The archaeological complex of Ancon is located to the north of the bay of Ancon, on the central coast of Peru. It is one of the most important centres of Peruvian archaeology, where a vast necropolis from pre-Hispanic times stands out, with innumerable funerary contexts.
(Fig. 1 = 1/15 Figs. 2— 1 2 of the natural size.)
To the rich gauze-like garments with inserted passementerie work, a few examples of which were given on the previous Plate, belong also those articles of dress to the transparently woven ground material of which were sewed ornaments of a firm Gobelin’s type. Of other passementerie work there frequently occurred rosettes adorned with tufts and tassels, which were apparently fastened to garments, and to head or neck-bands. A long narrow article of attire prepared quite in this style has already been figured on Plate 43. Fig. 8.
Fig. 1. Gobelins ornament from a gauze-like garment. The design, mostly executed in various shades of yellow, stands out on the red ground of the somewhat irregularly fashioned piece. It represents a recumbent human figure with large head-dress disproportionately expanded by the attached borders. On a light yellow couch lies the figure clothed in a kind of shirt, the legs represented one above the other, one in fact suspended in the air. One arm alone is visible, its hand raising to the open mouth some article of a bracket type with a large object visible at one end. Both garment and legs are ornamented, and the ankles and three toes of the feet are indicated. A collar encircles the bare neck, and the hat- shaped head-gear is fashioned like that figured on Plate 51. Fig. 1. To the lower edge of the Gobelins material are fastened loose dangling fringes.
Fig. 2. Trimming of the flowing robe figured on Plate 43. Fig. 8. Here is reproduced on a larger scale one of the pieces of trimming attached to the lower end of the long stripe decorated with rich passementerie work. A square Gobelins-piece is edged on three sides by a border adorned with bright oblique stripes radiating from the central portion. To the lower edge of the main piece thus fashioned is applied a broad red border concealing the appended long twisted fringes. Each of these fringes bears at its lower end a smooth red tassel, and the small Gobelins-piece is embellished with a human figure exactly like that described in Fig. 4.
Fig. 3. Trimming like Fig. 2. Around three sides of a nearly square Gobelins-piece are applied and firmly sewed first two narrow red, then a wider brightly striped border. To the third side thus widened long fringes had been fastened, of which only a few remnants survive. On the red ground of the Gobelins-piece a human figure with large head-dress is represented, its legs disposed sideways in order to make room for the suspended ends of the waist-band.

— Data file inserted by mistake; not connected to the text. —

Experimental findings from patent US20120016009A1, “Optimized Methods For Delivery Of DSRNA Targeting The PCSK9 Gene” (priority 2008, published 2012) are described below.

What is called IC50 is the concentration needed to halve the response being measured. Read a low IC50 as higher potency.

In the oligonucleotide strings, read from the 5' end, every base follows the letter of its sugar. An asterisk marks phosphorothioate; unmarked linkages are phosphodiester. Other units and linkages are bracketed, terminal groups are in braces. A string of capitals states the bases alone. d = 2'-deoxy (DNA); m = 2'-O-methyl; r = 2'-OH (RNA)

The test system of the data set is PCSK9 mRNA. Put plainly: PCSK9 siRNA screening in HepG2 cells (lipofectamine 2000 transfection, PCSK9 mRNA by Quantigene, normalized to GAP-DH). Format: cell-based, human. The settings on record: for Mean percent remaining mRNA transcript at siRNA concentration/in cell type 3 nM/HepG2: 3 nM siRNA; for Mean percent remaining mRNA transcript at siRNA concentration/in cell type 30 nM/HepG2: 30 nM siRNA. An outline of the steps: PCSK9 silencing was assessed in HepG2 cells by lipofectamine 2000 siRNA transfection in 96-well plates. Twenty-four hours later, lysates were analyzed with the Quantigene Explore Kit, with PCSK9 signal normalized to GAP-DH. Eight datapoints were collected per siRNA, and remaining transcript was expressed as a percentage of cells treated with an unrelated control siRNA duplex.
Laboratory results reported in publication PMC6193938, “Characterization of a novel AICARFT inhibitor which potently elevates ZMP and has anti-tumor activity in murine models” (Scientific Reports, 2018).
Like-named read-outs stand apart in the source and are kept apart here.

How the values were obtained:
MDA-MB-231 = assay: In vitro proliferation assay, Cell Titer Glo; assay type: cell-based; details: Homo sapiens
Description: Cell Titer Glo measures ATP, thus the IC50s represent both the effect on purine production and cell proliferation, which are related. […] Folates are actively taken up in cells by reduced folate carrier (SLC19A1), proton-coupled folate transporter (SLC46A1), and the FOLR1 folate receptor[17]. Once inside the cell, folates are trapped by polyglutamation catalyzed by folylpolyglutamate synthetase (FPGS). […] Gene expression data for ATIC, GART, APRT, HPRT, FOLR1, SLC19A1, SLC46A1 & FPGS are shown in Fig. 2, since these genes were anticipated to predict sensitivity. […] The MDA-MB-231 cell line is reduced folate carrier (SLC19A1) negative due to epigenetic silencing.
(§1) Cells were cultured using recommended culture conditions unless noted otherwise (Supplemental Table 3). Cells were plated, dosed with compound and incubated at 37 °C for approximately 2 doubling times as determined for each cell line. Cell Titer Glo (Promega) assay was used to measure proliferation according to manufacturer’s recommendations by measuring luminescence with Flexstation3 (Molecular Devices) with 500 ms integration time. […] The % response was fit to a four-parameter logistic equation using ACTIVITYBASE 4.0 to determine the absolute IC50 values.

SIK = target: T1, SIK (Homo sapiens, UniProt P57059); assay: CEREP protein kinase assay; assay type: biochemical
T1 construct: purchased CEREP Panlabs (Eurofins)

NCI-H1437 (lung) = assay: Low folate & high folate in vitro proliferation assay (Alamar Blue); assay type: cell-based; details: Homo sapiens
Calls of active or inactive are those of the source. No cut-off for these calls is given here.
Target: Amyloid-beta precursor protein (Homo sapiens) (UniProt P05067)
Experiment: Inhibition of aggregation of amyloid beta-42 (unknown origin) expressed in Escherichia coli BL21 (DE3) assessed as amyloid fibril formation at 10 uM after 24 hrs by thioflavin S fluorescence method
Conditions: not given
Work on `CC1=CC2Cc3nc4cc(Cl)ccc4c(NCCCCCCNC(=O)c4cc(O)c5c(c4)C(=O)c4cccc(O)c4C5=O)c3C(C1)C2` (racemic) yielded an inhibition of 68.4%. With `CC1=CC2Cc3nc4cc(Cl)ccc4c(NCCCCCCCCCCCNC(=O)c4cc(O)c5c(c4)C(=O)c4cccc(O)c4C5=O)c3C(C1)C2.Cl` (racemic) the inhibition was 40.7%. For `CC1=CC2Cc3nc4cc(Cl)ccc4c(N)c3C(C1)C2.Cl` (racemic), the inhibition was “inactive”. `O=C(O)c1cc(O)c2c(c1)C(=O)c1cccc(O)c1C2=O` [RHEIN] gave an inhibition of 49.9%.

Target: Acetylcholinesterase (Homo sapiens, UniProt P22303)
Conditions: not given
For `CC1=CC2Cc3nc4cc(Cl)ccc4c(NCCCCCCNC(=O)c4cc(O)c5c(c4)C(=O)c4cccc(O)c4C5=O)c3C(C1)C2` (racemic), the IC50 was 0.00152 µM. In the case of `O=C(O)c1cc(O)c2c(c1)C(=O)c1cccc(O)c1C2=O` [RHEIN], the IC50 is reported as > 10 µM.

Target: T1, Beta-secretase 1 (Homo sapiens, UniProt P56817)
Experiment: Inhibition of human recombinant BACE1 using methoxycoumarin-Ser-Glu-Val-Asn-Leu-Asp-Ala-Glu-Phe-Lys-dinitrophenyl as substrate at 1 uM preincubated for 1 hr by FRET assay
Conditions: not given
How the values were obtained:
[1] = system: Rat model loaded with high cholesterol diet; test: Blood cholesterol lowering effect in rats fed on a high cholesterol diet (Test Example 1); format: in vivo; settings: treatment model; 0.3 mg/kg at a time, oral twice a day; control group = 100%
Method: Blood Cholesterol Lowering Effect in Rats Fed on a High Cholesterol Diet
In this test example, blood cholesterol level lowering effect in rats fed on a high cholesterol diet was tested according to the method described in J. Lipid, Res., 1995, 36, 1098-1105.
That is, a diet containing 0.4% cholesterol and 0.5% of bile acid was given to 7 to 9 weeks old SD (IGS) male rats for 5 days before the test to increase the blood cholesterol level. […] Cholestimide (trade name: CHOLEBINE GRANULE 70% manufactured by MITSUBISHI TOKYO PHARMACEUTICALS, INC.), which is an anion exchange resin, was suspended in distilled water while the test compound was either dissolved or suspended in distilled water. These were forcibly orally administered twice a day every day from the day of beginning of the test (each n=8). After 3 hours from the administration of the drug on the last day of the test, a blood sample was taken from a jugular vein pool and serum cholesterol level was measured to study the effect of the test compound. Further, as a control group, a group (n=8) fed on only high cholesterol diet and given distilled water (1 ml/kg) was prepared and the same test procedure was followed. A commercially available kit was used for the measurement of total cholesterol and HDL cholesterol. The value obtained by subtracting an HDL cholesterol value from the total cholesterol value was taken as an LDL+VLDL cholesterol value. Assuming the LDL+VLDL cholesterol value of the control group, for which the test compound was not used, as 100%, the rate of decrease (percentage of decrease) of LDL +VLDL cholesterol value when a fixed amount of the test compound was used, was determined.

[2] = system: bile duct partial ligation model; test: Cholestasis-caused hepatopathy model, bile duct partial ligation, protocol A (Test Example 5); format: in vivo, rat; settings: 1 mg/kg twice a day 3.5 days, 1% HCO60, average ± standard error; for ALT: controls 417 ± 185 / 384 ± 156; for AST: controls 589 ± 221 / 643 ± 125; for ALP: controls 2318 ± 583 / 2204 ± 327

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Fig. 4. Trimming formed of a red Gobelins stripe of somewhat rectangular shape and encircled by an obliquely striped border. In the Gobelins-piece itself are interwoven two conventional human figures, whose feet are turned toward each other, and both of whom are decked with a large widely extended head-gear.
Fig. 5. Rosette-shaped trimming. A spherical surface edged with a many-coloured border represents a human figure, whose upper portion is encircled by a wreath of short diverse coloured fringes. To the lower side are attached loug red woollen fringes ending in yellow tassels. The central fringes are somewhat longer than those on either side.
Source: The necropolis of Ancon in Peru: a contribution to our knowledge of the culture and industries of the empire of the Incas being the results of excavations made on the spot by Wilhelm Reiss (1838-1908); Alphons Stübel (1835-1904), joint author; Wilhelm Greve, lithographer; Augustus Henry Keane (1833-1912), translator; Ludwig Wittmack (1839-1929); Rudolf Virchow (1821-1902); Alfred Nehring (1845-1904). Berlin: A. Asher & Co.; New York : Sole agent for America, Dodd, Mead & Company, 755 Broadway, 1880.